Abstract: This paper reviews the state of knowledge and develops a conceptual model for researching frontier migration in the developing world with a focus on Latin America. Since only a small fraction of migrants move to forest frontiers, identifying people and place characteristics associated with this phenomenon could usefully inform policies aimed at forest conservation and rural development. Yet population scholars train their efforts on urban and international migration while land use/cover change researchers pay scant attention to these migration flows which directly antecede the most salient footprint of human occupation on the earth's surface: the conversion of forest to agricultural land.


Journal ArticleDOI
TL;DR: The authors argue that the boundaries of categories should be understood as always inchoate -only partially formed and incomplete, and propose expanding boundary studies in geography to be the field that investigates the bounding processes that result in all types of categories.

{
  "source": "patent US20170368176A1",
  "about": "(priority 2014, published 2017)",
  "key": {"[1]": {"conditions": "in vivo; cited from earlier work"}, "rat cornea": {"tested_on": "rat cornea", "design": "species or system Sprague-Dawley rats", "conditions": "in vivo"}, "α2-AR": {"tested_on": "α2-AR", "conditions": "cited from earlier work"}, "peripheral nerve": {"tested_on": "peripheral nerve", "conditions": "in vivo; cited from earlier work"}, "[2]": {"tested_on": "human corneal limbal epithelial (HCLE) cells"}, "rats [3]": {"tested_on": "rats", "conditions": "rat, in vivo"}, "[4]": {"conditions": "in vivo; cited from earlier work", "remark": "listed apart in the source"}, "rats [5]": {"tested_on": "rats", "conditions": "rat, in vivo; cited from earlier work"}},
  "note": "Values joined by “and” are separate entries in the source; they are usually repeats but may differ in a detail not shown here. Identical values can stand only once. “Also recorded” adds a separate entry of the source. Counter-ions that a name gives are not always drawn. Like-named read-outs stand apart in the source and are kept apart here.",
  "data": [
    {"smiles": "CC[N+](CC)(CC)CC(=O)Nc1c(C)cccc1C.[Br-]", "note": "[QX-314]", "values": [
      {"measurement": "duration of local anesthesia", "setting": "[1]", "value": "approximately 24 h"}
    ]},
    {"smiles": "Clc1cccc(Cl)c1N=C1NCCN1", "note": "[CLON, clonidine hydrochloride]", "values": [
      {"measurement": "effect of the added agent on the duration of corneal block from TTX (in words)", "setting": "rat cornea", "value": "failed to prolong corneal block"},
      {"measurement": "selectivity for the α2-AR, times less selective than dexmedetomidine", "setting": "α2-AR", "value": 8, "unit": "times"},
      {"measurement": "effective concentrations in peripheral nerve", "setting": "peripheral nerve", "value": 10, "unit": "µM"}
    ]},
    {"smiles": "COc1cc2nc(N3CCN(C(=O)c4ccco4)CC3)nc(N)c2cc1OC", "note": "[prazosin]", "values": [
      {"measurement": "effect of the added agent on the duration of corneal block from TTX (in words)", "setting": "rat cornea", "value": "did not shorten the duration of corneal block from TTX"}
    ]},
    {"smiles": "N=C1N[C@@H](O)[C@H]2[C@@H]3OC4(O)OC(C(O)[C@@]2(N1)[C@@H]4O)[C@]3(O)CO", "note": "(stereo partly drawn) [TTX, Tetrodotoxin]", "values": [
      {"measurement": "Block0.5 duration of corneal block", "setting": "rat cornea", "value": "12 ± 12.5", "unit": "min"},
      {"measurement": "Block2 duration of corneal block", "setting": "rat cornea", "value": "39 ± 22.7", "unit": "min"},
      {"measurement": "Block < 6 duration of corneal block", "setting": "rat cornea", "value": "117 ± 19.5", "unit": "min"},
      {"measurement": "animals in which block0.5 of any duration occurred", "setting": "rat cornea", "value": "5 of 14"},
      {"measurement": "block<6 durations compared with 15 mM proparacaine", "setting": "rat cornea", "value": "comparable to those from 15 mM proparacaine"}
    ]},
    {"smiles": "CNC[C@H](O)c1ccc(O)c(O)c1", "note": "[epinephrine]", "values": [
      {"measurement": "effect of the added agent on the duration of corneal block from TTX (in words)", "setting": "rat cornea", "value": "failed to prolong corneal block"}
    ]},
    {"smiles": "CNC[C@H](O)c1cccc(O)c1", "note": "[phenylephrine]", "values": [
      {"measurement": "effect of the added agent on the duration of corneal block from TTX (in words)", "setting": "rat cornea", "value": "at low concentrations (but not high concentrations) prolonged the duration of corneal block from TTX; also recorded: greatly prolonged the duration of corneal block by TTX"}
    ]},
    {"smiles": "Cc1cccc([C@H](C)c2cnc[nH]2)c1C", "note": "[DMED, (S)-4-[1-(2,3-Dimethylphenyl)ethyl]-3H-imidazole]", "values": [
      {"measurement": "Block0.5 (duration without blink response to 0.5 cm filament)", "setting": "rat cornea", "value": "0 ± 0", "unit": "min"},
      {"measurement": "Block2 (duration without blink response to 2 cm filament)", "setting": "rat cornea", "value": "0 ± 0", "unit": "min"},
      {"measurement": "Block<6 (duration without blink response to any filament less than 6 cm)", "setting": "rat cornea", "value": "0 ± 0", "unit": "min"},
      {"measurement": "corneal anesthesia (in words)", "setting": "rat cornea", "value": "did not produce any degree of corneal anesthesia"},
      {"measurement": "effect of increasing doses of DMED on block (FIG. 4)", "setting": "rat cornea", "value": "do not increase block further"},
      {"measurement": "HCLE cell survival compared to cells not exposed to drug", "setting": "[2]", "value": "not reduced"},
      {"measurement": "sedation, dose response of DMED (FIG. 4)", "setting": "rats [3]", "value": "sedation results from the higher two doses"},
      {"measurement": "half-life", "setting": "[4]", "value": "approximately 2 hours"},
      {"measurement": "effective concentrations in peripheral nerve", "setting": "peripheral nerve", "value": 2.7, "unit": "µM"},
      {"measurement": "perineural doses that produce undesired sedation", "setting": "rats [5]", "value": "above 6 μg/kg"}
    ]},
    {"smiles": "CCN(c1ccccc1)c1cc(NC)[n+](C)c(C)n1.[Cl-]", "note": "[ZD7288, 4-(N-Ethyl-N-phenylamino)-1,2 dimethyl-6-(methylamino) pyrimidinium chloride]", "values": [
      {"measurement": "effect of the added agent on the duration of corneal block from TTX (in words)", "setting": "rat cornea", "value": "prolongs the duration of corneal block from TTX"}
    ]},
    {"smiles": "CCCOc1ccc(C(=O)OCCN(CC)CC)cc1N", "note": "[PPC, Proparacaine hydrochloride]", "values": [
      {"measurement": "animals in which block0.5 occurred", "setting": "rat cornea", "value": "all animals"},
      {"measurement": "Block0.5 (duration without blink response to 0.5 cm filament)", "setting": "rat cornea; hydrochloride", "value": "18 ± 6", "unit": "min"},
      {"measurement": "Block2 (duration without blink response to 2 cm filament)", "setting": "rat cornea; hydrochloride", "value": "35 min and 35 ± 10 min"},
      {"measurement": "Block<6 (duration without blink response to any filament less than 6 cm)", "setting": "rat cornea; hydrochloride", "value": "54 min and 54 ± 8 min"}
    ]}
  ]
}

Abstract: In recent years, categories have been a topic of substantial research in the social sciences and humanities. Although many problematic categories such as culture, gender and scale have been criticized, moving beyond them has proved to be surprisingly diffi cult. This paper attributes this diffi culty to what is termed the paradox of categories and argues that the key problems with categories emerge from the contradictory ways their boundaries are intellectually and cognitively understood. By integrating poststructural insights into the role categories play in ordering modern society with research from cognitive science on the role categories play as containers in cognitive processes, this paper argues that the boundaries of categories should be understood as always inchoate - only partially formed and incomplete. The paper concludes that research into cat- egories and boundaries is unnecessarily fragmented across a wide range of disciplines and proposes expanding boundary studies in geography to be the fi eld that investigates the bounding processes that result in all types of categories.